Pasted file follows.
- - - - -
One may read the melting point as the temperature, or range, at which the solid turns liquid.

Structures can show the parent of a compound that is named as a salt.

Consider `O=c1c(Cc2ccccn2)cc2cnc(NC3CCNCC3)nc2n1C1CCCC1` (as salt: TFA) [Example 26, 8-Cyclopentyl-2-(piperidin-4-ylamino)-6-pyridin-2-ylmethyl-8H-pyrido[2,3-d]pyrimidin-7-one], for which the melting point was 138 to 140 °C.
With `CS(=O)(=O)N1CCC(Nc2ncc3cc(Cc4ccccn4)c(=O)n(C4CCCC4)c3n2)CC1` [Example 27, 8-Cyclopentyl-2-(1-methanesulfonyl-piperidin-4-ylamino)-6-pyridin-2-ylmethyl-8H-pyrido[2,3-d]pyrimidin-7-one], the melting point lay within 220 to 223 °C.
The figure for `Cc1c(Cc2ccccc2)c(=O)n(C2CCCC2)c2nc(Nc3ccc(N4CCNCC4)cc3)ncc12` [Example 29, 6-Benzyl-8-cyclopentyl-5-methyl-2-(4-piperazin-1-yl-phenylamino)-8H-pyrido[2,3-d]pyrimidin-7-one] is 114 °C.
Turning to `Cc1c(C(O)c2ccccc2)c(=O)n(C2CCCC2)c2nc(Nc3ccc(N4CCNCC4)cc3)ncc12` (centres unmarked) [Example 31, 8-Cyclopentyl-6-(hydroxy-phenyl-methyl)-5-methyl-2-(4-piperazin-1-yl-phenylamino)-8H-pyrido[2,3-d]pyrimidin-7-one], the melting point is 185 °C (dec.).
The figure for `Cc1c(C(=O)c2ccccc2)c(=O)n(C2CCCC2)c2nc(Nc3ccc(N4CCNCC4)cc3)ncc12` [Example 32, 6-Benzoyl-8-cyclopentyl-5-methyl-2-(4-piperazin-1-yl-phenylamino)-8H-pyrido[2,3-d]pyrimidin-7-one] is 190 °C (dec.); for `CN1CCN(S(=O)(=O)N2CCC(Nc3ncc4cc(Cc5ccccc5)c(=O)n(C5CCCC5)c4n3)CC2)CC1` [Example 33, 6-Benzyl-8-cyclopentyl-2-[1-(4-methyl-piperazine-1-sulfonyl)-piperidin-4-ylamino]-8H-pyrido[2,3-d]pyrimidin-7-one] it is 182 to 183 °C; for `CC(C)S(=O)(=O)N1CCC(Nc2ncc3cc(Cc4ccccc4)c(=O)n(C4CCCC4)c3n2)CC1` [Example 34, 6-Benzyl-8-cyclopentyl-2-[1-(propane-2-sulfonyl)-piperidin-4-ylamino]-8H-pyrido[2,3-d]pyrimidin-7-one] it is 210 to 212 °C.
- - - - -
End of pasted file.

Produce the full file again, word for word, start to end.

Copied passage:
One may read the melting point as the temperature, or range, at which the solid turns liquid.

Structures can show the parent of a compound that is named as a salt.

Consider `O=c1c(Cc2ccccn2)cc2cnc(NC3CCNCC3)nc2n1C1CCCC1` (as salt: TFA) [Example 26, 8-Cyclopentyl-2-(piperidin-4-ylamino)-6-pyridin-2-ylmethyl-8H-pyrido[2,3-d]pyrimidin-7-one], for which the melting point was 138 to 140 °C.
With `CS(=O)(=O)N1CCC(Nc2ncc3cc(Cc4ccccn4)c(=O)n(C4CCCC4)c3n2)CC1` [Example 27, 8-Cyclopentyl-2-(1-methanesulfonyl-piperidin-4-ylamino)-6-pyridin-2-ylmethyl-8H-pyrido[2,3-d]pyrimidin-7-one], the melting point lay within 220 to 223 °C.
The figure for `Cc1c(Cc2ccccc2)c(=O)n(C2CCCC2)c2nc(Nc3ccc(N4CCNCC4)cc3)ncc12` [Example 29, 6-Benzyl-8-cyclopentyl-5-methyl-2-(4-piperazin-1-yl-phenylamino)-8H-pyrido[2,3-d]pyrimidin-7-one] is 114 °C.
Turning to `Cc1c(C(O)c2ccccc2)c(=O)n(C2CCCC2)c2nc(Nc3ccc(N4CCNCC4)cc3)ncc12` (centres unmarked) [Example 31, 8-Cyclopentyl-6-(hydroxy-phenyl-methyl)-5-methyl-2-(4-piperazin-1-yl-phenylamino)-8H-pyrido[2,3-d]pyrimidin-7-one], the melting point is 185 °C (dec.).
The figure for `Cc1c(C(=O)c2ccccc2)c(=O)n(C2CCCC2)c2nc(Nc3ccc(N4CCNCC4)cc3)ncc12` [Example 32, 6-Benzoyl-8-cyclopentyl-5-methyl-2-(4-piperazin-1-yl-phenylamino)-8H-pyrido[2,3-d]pyrimidin-7-one] is 190 °C (dec.); for `CN1CCN(S(=O)(=O)N2CCC(Nc3ncc4cc(Cc5ccccc5)c(=O)n(C5CCCC5)c4n3)CC2)CC1` [Example 33, 6-Benzyl-8-cyclopentyl-2-[1-(4-methyl-piperazine-1-sulfonyl)-piperidin-4-ylamino]-8H-pyrido[2,3-d]pyrimidin-7-one] it is 182 to 183 °C; for `CC(C)S(=O)(=O)N1CCC(Nc2ncc3cc(Cc4ccccc4)c(=O)n(C4CCCC4)c3n2)CC1` [Example 34, 6-Benzyl-8-cyclopentyl-2-[1-(propane-2-sulfonyl)-piperidin-4-ylamino]-8H-pyrido[2,3-d]pyrimidin-7-one] it is 210 to 212 °C.